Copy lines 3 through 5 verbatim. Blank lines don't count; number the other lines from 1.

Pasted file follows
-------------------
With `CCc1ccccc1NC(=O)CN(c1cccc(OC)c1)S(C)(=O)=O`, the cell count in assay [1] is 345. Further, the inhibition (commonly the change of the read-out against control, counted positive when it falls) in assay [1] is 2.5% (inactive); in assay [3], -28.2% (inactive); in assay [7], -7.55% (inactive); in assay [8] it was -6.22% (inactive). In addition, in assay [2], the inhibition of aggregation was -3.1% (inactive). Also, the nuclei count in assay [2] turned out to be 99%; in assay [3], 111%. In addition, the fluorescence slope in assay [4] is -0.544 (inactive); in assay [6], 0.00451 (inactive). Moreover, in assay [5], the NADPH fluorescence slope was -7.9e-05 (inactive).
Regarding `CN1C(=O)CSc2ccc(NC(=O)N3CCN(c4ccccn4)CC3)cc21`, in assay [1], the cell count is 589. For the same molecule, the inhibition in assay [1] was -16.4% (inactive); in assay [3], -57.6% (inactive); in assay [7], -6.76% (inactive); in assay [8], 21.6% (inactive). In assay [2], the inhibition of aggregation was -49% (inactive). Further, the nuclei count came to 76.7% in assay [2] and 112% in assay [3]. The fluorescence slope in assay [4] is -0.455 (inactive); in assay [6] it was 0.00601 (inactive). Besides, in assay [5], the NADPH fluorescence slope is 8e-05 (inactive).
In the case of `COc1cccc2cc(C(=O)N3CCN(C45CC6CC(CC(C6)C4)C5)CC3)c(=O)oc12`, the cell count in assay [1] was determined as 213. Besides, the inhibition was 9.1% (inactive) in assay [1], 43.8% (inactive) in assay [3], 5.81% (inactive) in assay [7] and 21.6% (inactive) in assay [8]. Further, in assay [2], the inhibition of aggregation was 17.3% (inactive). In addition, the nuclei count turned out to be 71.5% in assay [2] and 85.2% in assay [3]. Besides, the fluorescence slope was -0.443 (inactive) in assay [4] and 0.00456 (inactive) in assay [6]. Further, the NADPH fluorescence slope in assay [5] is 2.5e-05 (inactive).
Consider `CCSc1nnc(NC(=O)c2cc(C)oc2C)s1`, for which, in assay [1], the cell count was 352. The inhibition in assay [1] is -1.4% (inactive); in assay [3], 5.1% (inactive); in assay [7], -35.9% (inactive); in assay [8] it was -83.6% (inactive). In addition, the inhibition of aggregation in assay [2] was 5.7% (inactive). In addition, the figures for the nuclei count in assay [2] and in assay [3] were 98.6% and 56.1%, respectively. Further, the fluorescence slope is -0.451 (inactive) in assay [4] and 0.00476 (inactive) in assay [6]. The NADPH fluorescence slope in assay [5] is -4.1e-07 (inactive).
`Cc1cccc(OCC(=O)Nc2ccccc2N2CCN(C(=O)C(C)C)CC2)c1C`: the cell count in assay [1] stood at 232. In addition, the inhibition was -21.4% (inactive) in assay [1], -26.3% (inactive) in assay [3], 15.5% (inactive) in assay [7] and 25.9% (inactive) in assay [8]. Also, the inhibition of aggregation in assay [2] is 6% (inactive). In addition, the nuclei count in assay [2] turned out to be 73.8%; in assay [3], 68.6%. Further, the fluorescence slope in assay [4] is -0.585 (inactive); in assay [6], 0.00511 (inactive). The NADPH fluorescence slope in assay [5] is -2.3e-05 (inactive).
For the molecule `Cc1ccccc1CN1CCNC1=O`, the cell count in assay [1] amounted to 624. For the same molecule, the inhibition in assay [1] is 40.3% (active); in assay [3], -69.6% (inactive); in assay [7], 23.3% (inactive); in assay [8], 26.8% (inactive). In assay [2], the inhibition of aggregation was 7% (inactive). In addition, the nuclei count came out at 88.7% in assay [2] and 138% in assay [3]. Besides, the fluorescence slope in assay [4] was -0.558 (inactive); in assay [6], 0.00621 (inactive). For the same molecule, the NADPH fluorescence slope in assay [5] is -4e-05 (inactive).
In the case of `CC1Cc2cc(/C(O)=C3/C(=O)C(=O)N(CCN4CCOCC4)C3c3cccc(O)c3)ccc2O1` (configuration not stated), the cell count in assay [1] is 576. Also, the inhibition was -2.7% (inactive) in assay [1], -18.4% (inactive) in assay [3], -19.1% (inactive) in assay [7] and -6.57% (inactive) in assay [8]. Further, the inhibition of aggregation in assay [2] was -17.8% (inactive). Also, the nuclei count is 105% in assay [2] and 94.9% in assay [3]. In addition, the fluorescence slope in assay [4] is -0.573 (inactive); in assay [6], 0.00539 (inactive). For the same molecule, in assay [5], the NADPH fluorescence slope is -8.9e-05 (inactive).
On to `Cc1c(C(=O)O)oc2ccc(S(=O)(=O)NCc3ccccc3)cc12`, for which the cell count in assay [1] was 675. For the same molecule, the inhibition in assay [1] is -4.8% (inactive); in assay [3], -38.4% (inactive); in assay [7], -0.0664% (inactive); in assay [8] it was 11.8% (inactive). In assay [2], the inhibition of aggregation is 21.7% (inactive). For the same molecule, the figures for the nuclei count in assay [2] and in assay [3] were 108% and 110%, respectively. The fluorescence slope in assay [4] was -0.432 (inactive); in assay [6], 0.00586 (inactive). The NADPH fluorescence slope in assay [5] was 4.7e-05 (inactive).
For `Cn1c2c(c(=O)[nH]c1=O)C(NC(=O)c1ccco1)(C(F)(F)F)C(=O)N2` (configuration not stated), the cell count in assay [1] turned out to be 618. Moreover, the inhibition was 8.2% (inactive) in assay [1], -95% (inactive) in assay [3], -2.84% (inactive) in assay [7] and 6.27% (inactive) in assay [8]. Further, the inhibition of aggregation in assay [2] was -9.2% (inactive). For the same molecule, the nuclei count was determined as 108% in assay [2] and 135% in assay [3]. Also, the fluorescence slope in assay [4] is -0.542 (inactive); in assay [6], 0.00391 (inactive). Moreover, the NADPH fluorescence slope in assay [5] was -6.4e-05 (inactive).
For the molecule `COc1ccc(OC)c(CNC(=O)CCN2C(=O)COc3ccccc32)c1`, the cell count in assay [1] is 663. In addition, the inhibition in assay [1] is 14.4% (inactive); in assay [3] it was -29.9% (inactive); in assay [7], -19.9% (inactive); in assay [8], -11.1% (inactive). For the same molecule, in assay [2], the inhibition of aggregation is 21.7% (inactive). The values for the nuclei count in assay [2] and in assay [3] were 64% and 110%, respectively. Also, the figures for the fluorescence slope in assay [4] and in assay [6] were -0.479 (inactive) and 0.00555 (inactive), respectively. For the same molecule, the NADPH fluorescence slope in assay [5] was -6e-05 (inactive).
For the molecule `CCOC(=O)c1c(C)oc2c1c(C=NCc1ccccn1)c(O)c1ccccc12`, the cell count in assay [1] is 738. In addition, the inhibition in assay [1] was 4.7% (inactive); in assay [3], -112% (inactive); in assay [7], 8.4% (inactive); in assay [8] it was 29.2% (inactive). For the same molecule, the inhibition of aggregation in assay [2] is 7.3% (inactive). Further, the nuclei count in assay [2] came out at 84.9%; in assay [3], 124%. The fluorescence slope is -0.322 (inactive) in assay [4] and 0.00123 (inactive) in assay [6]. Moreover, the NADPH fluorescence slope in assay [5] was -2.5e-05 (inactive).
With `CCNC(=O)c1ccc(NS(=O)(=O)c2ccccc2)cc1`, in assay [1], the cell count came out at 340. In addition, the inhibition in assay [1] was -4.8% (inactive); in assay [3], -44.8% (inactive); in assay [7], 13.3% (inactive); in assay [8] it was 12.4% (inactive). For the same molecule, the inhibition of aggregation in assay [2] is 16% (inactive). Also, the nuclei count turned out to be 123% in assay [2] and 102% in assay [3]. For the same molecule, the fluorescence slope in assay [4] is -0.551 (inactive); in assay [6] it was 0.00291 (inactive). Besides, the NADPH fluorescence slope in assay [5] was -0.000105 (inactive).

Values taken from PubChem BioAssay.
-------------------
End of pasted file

In the case of `COc1cccc2cc(C(=O)N3CCN(C45CC6CC(CC(C6)C4)C5)CC3)c(=O)oc12`, the cell count in assay [1] was determined as 213. Besides, the inhibition was 9.1% (inactive) in assay [1], 43.8% (inactive) in assay [3], 5.81% (inactive) in assay [7] and 21.6% (inactive) in assay [8]. Further, in assay [2], the inhibition of aggregation was 17.3% (inactive). In addition, the nuclei count turned out to be 71.5% in assay [2] and 85.2% in assay [3]. Besides, the fluorescence slope was -0.443 (inactive) in assay [4] and 0.00456 (inactive) in assay [6]. Further, the NADPH fluorescence slope in assay [5] is 2.5e-05 (inactive).
Consider `CCSc1nnc(NC(=O)c2cc(C)oc2C)s1`, for which, in assay [1], the cell count was 352. The inhibition in assay [1] is -1.4% (inactive); in assay [3], 5.1% (inactive); in assay [7], -35.9% (inactive); in assay [8] it was -83.6% (inactive). In addition, the inhibition of aggregation in assay [2] was 5.7% (inactive). In addition, the figures for the nuclei count in assay [2] and in assay [3] were 98.6% and 56.1%, respectively. Further, the fluorescence slope is -0.451 (inactive) in assay [4] and 0.00476 (inactive) in assay [6]. The NADPH fluorescence slope in assay [5] is -4.1e-07 (inactive).
`Cc1cccc(OCC(=O)Nc2ccccc2N2CCN(C(=O)C(C)C)CC2)c1C`: the cell count in assay [1] stood at 232. In addition, the inhibition was -21.4% (inactive) in assay [1], -26.3% (inactive) in assay [3], 15.5% (inactive) in assay [7] and 25.9% (inactive) in assay [8]. Also, the inhibition of aggregation in assay [2] is 6% (inactive). In addition, the nuclei count in assay [2] turned out to be 73.8%; in assay [3], 68.6%. Further, the fluorescence slope in assay [4] is -0.585 (inactive); in assay [6], 0.00511 (inactive). The NADPH fluorescence slope in assay [5] is -2.3e-05 (inactive).